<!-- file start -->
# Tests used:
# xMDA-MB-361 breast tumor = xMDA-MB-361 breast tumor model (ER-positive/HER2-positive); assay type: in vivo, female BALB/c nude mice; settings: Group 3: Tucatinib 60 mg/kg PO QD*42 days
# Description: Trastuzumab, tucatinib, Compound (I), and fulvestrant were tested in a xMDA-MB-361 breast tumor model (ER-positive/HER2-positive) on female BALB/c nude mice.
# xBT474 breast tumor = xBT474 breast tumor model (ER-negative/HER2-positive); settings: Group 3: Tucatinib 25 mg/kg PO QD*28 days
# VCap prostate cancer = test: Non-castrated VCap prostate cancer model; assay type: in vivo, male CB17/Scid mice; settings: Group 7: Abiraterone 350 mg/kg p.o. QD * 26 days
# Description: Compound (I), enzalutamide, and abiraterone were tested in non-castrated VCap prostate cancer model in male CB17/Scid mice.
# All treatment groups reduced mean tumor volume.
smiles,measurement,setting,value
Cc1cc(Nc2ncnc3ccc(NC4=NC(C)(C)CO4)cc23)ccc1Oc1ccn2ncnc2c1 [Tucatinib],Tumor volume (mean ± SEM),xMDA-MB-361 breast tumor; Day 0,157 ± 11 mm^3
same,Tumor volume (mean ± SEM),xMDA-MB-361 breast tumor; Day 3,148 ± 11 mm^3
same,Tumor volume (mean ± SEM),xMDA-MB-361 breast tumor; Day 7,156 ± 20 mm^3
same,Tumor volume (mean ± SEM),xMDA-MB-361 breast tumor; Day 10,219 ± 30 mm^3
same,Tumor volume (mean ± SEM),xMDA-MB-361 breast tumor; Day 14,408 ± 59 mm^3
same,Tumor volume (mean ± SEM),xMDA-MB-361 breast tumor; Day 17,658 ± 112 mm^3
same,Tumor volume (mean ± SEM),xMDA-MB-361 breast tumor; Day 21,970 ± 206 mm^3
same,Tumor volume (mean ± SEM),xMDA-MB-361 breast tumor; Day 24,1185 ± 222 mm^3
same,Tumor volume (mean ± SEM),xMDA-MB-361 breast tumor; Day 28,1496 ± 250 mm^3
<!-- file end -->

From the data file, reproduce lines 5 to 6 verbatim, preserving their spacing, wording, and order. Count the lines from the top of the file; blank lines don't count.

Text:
# VCap prostate cancer = test: Non-castrated VCap prostate cancer model; assay type: in vivo, male CB17/Scid mice; settings: Group 7: Abiraterone 350 mg/kg p.o. QD * 26 days
# Description: Compound (I), enzalutamide, and abiraterone were tested in non-castrated VCap prostate cancer model in male CB17/Scid mice.